Monday, Jul 18, 2005 at 17:07
Willem,

You been doing too many gear changes on those trips of yours? :-)
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Follow Up By: Willem - Monday, Jul 18, 2005 at 17:45

Monday, Jul 18, 2005 at 17:45
John

Yes your are right and I think that one of the screws which holds the prosthesis in my leg to the bone, has come loose because the the leg is aching a bit. There is no easy way(or any way for that matter) to fix it.

So I am looking for easy alternatives.

First up is a clutch conversion...maybe 2 grand
Second is a gearbox conversion......maybe 6 grand
Third is a replacement vehicle..........maybe 20 grand

I like my old GQ and don't really want to part with it.

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Follow Up By: Truckster (Vic) - Monday, Jul 18, 2005 at 21:40

Monday, Jul 18, 2005 at 21:40
Willem,
... if your being charged $6k for gearbox conversion something is radically wrong - or is that including a fully reco'd box and all the new trims??

replacing clutch would be dead money... but cheaper than the others...
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Follow Up By: Willem - Tuesday, Jul 19, 2005 at 18:38

Tuesday, Jul 19, 2005 at 18:38
Trucky

No I took that amopunt out of the air. Spoke to a bloke who said he would give a guarantee on a box for $4000. The rest I estimated.

But after receiving my rates notice today I think that all ideas will have to be shelved for a while.
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Follow Up By: Member - John C (QLD) - Tuesday, Jul 19, 2005 at 19:50

Tuesday, Jul 19, 2005 at 19:50
Spoke to a couple of friends who have a prosthesis to see what they do, but both drives an automatic, and not keen 4wders.
Does seem some good ideas on this post though.

And you do get attached to your car after spending a few years setting them up.
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Reply By: fatz - Monday, Jul 18, 2005 at 18:03

Monday, Jul 18, 2005 at 18:03
Willem, I did this about twenty years ago on a mates car and it was fairly crude. He was injured in an accident and we set it up to do him for a couple of weeks while he recovered. we discovered afterwards that he used if for about two years.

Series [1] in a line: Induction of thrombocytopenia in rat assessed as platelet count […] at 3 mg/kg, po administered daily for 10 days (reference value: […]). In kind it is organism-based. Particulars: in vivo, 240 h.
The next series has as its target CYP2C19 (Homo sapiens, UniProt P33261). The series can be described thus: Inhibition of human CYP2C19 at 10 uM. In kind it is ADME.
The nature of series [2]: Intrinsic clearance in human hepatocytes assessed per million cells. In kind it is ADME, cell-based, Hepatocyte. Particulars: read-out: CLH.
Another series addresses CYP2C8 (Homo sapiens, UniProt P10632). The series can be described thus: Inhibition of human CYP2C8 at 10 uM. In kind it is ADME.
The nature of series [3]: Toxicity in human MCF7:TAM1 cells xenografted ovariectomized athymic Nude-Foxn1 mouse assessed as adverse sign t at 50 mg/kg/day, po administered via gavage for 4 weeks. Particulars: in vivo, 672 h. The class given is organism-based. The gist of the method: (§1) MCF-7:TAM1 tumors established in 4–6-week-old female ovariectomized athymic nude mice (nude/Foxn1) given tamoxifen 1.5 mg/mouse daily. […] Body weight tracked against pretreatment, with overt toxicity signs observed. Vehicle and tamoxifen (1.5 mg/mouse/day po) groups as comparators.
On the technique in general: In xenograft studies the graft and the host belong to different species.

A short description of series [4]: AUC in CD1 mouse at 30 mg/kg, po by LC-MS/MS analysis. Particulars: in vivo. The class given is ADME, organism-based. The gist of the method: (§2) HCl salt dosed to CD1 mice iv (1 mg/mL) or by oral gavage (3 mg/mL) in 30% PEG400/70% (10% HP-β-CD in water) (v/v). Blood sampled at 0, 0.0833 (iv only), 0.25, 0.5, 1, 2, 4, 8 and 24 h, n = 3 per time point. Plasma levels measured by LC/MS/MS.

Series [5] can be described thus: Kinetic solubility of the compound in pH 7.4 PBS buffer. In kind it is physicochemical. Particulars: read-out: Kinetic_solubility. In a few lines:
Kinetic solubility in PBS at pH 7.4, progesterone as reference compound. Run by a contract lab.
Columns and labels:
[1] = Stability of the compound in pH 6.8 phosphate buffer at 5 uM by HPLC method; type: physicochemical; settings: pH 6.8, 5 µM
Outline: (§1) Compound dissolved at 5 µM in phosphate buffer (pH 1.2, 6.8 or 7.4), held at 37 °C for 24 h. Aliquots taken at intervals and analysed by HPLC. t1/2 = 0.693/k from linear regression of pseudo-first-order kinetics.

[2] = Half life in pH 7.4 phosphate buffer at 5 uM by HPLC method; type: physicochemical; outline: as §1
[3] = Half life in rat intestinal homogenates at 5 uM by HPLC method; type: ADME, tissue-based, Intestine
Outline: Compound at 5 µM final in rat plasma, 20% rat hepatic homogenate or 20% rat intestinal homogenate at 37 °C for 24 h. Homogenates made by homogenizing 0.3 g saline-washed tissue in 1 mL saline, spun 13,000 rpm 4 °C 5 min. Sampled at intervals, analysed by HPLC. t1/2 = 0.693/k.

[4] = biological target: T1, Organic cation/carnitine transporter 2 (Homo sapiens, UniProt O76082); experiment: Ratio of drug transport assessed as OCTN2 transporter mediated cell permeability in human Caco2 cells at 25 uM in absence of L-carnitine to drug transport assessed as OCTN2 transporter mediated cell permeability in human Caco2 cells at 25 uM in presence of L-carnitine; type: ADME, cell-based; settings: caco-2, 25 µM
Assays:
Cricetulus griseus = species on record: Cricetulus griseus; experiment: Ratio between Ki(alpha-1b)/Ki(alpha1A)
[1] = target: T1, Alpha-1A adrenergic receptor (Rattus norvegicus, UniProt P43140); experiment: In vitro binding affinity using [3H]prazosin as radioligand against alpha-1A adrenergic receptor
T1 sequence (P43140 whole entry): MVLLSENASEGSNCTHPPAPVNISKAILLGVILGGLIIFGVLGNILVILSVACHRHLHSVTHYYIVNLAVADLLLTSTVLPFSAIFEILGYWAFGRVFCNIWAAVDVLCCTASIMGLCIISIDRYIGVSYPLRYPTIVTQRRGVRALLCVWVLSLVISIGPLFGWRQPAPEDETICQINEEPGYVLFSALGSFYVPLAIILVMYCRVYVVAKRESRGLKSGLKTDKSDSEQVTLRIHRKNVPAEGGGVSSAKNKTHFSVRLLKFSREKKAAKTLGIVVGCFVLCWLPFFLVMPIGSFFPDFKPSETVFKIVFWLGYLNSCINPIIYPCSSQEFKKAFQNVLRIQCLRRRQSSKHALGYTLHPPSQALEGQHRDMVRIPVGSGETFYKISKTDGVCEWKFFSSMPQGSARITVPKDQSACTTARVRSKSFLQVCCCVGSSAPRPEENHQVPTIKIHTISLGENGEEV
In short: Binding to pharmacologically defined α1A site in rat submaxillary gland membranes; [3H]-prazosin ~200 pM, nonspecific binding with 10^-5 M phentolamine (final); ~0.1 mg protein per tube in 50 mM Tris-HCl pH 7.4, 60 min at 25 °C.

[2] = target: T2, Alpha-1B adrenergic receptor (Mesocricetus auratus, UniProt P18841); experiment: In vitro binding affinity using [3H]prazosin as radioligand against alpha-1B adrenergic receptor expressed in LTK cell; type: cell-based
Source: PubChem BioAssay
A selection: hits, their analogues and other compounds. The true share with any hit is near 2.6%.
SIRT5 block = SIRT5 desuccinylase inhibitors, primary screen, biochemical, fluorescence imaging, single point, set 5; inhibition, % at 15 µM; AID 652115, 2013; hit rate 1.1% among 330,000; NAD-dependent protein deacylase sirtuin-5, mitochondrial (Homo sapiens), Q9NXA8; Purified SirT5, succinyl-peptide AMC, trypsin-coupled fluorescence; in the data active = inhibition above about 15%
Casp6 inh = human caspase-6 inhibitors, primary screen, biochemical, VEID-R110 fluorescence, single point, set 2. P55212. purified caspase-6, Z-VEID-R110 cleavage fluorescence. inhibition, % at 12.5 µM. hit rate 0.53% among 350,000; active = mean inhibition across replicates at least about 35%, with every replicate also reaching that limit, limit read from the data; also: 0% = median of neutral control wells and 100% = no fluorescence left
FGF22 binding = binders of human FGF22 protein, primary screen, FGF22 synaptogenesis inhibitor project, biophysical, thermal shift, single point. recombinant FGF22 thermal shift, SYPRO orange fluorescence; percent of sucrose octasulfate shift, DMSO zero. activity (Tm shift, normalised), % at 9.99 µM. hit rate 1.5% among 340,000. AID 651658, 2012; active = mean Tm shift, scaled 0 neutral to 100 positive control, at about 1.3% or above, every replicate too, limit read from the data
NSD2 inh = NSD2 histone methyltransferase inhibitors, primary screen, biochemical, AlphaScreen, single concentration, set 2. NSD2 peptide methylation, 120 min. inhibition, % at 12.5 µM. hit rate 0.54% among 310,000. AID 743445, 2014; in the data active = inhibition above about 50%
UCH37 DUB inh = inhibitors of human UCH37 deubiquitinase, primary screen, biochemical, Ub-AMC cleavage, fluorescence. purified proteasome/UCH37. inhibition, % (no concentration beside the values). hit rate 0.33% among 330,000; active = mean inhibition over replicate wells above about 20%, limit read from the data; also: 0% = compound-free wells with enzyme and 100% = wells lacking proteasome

I'm not sure how it would go off road, but reckon if it was installed properly it would be allright.
We used a "throw out" solanoid off a starter motor to operate the clutch, connected through a relay to a pushbutton on the top of the gearstick. Fitting it was trickey as we had to make up a couple of brackets and get it in the right place to throw out far enough. Mind you we did all this in a night with a slab of cans under our belt.
Might work for you, and is a cheap option if you know someone who is handy with a welder.

Mick
AnswerID: 120971

Follow Up By: Willem - Monday, Jul 18, 2005 at 18:24

Monday, Jul 18, 2005 at 18:24
Thanks Mick. I have heard of that method. It is definitely an option to look at.

Yes I always make sure I know someone with a Stick or Mig welder :o)
And I butter them up regularly!

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Reply By: Michael Carey - Monday, Jul 18, 2005 at 19:27

Monday, Jul 18, 2005 at 19:27
I used to go out with an amputee a while ago. She used to change gears in my old Hilux without the clutch! She had a real knack of sliding them in smoothly, adjusting the engine revs to match, but the starts and stops were a bit scary!
Her father made a clutch lever for an old car that was on the gear shift. She handled this quite well too, but bought an auto when she got a well paying job.
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Reply By: imr700x - Tuesday, Jul 19, 2005 at 14:29

Tuesday, Jul 19, 2005 at 14:29
G'day Willem
I know that this is a little late but I used to do those sort of conversions years ago in NZ for para's when auto's were really thin on the ground and extremely expensive. I used to convert the clutch throw out to an hydraulic slave cylinder, ifn it wasn't already , then used a VH 40 remote brake booster connected to the slave cylinder to operate the clutch throwout. A starter solenoid connected to the input side of the master cylinder then had enough power to operate even the heaviest of clutchs. The solenoid was operated from a switch on the top of the gear lever, just a simple push button that disengaged the clutch as soon as you put your hand on it. Also, sometimes , depending on the usage I used to incorporate a flow control constrictor to regulate how fast the the clutch engaged, good for start ups . All this work can be done with the average tools in most 4x4 owners sheds. Hope this can be of some help

Dennis
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Follow Up By: Willem - Tuesday, Jul 19, 2005 at 18:48

Tuesday, Jul 19, 2005 at 18:48
Thanks for your imput, Dennis. I am taking everything on board and will look at the options and ideas soon. The good thing about your system is that you can still operate the clutch manually